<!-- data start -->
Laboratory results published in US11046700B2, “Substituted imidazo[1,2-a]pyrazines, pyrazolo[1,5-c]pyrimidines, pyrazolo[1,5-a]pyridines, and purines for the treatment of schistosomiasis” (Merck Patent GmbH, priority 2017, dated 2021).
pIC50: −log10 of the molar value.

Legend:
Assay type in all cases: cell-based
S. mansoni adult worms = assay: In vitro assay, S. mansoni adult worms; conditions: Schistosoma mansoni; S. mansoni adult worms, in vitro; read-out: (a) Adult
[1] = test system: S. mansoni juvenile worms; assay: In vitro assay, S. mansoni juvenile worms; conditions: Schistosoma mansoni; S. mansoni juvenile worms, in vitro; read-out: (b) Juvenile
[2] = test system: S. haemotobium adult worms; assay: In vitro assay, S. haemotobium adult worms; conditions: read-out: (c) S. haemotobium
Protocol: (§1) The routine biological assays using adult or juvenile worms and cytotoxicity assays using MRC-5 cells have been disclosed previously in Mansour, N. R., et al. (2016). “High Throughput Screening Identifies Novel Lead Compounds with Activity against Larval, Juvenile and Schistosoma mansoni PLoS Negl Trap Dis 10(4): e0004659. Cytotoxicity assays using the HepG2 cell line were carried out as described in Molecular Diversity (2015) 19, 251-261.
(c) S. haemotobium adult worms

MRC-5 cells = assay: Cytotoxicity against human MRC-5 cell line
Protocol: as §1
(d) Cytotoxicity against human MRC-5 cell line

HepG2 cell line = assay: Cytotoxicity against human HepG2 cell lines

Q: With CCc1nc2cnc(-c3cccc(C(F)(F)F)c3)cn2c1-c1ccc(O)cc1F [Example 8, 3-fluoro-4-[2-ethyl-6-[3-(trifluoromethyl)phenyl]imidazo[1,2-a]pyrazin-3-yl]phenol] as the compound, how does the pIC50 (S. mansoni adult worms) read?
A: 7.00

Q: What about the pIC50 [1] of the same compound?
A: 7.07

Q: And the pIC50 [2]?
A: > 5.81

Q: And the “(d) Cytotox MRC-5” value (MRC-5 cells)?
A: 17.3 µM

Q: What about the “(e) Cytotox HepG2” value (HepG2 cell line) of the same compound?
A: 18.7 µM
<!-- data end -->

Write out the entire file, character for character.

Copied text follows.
Laboratory results published in US11046700B2, “Substituted imidazo[1,2-a]pyrazines, pyrazolo[1,5-c]pyrimidines, pyrazolo[1,5-a]pyridines, and purines for the treatment of schistosomiasis” (Merck Patent GmbH, priority 2017, dated 2021).
pIC50: −log10 of the molar value.

Legend:
Assay type in all cases: cell-based
S. mansoni adult worms = assay: In vitro assay, S. mansoni adult worms; conditions: Schistosoma mansoni; S. mansoni adult worms, in vitro; read-out: (a) Adult
[1] = test system: S. mansoni juvenile worms; assay: In vitro assay, S. mansoni juvenile worms; conditions: Schistosoma mansoni; S. mansoni juvenile worms, in vitro; read-out: (b) Juvenile
[2] = test system: S. haemotobium adult worms; assay: In vitro assay, S. haemotobium adult worms; conditions: read-out: (c) S. haemotobium
Protocol: (§1) The routine biological assays using adult or juvenile worms and cytotoxicity assays using MRC-5 cells have been disclosed previously in Mansour, N. R., et al. (2016). “High Throughput Screening Identifies Novel Lead Compounds with Activity against Larval, Juvenile and Schistosoma mansoni PLoS Negl Trap Dis 10(4): e0004659. Cytotoxicity assays using the HepG2 cell line were carried out as described in Molecular Diversity (2015) 19, 251-261.
(c) S. haemotobium adult worms

MRC-5 cells = assay: Cytotoxicity against human MRC-5 cell line
Protocol: as §1
(d) Cytotoxicity against human MRC-5 cell line

HepG2 cell line = assay: Cytotoxicity against human HepG2 cell lines

Q: With CCc1nc2cnc(-c3cccc(C(F)(F)F)c3)cn2c1-c1ccc(O)cc1F [Example 8, 3-fluoro-4-[2-ethyl-6-[3-(trifluoromethyl)phenyl]imidazo[1,2-a]pyrazin-3-yl]phenol] as the compound, how does the pIC50 (S. mansoni adult worms) read?
A: 7.00

Q: What about the pIC50 [1] of the same compound?
A: 7.07

Q: And the pIC50 [2]?
A: > 5.81

Q: And the “(d) Cytotox MRC-5” value (MRC-5 cells)?
A: 17.3 µM

Q: What about the “(e) Cytotox HepG2” value (HepG2 cell line) of the same compound?
A: 18.7 µM